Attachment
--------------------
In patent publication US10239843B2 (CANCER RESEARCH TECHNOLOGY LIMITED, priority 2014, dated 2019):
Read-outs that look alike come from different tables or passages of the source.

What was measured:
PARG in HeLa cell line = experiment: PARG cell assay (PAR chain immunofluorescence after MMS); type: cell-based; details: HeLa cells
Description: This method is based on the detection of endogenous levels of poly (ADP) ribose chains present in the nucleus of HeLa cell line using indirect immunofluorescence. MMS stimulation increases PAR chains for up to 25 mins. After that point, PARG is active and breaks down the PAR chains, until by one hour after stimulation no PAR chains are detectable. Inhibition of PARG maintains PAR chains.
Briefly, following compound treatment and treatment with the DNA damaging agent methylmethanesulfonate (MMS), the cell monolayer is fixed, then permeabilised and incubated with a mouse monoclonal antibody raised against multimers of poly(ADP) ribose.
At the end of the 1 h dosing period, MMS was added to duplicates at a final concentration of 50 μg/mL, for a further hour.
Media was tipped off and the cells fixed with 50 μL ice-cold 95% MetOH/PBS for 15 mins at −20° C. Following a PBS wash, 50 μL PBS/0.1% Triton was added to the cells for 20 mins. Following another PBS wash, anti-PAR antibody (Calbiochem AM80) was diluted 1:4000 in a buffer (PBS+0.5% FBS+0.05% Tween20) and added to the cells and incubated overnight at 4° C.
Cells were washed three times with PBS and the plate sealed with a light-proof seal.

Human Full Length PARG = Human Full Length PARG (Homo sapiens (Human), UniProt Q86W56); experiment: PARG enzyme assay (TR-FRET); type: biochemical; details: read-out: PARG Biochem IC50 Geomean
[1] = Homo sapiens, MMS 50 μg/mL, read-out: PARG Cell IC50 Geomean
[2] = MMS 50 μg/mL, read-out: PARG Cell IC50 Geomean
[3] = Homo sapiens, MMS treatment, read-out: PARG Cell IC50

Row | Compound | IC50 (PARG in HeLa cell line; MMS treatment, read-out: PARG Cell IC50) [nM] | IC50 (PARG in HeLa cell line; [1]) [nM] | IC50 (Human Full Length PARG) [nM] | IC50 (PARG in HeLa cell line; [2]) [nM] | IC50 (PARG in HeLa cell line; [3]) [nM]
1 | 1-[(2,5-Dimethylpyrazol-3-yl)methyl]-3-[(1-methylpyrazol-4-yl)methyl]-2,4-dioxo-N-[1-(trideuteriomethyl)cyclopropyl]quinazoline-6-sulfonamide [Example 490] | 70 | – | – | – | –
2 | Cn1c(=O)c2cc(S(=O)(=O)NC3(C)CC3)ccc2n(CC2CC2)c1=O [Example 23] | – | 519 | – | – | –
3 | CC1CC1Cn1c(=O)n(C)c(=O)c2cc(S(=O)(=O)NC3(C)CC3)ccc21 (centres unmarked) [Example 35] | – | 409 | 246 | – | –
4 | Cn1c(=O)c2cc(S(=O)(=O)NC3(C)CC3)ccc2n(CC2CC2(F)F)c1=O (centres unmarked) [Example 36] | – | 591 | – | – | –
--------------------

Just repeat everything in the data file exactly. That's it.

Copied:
In patent publication US10239843B2 (CANCER RESEARCH TECHNOLOGY LIMITED, priority 2014, dated 2019):
Read-outs that look alike come from different tables or passages of the source.

What was measured:
PARG in HeLa cell line = experiment: PARG cell assay (PAR chain immunofluorescence after MMS); type: cell-based; details: HeLa cells
Description: This method is based on the detection of endogenous levels of poly (ADP) ribose chains present in the nucleus of HeLa cell line using indirect immunofluorescence. MMS stimulation increases PAR chains for up to 25 mins. After that point, PARG is active and breaks down the PAR chains, until by one hour after stimulation no PAR chains are detectable. Inhibition of PARG maintains PAR chains.
Briefly, following compound treatment and treatment with the DNA damaging agent methylmethanesulfonate (MMS), the cell monolayer is fixed, then permeabilised and incubated with a mouse monoclonal antibody raised against multimers of poly(ADP) ribose.
At the end of the 1 h dosing period, MMS was added to duplicates at a final concentration of 50 μg/mL, for a further hour.
Media was tipped off and the cells fixed with 50 μL ice-cold 95% MetOH/PBS for 15 mins at −20° C. Following a PBS wash, 50 μL PBS/0.1% Triton was added to the cells for 20 mins. Following another PBS wash, anti-PAR antibody (Calbiochem AM80) was diluted 1:4000 in a buffer (PBS+0.5% FBS+0.05% Tween20) and added to the cells and incubated overnight at 4° C.
Cells were washed three times with PBS and the plate sealed with a light-proof seal.

Human Full Length PARG = Human Full Length PARG (Homo sapiens (Human), UniProt Q86W56); experiment: PARG enzyme assay (TR-FRET); type: biochemical; details: read-out: PARG Biochem IC50 Geomean
[1] = Homo sapiens, MMS 50 μg/mL, read-out: PARG Cell IC50 Geomean
[2] = MMS 50 μg/mL, read-out: PARG Cell IC50 Geomean
[3] = Homo sapiens, MMS treatment, read-out: PARG Cell IC50

Row | Compound | IC50 (PARG in HeLa cell line; MMS treatment, read-out: PARG Cell IC50) [nM] | IC50 (PARG in HeLa cell line; [1]) [nM] | IC50 (Human Full Length PARG) [nM] | IC50 (PARG in HeLa cell line; [2]) [nM] | IC50 (PARG in HeLa cell line; [3]) [nM]
1 | 1-[(2,5-Dimethylpyrazol-3-yl)methyl]-3-[(1-methylpyrazol-4-yl)methyl]-2,4-dioxo-N-[1-(trideuteriomethyl)cyclopropyl]quinazoline-6-sulfonamide [Example 490] | 70 | – | – | – | –
2 | Cn1c(=O)c2cc(S(=O)(=O)NC3(C)CC3)ccc2n(CC2CC2)c1=O [Example 23] | – | 519 | – | – | –
3 | CC1CC1Cn1c(=O)n(C)c(=O)c2cc(S(=O)(=O)NC3(C)CC3)ccc21 (centres unmarked) [Example 35] | – | 409 | 246 | – | –
4 | Cn1c(=O)c2cc(S(=O)(=O)NC3(C)CC3)ccc2n(CC2CC2(F)F)c1=O (centres unmarked) [Example 36] | – | 591 | – | – | –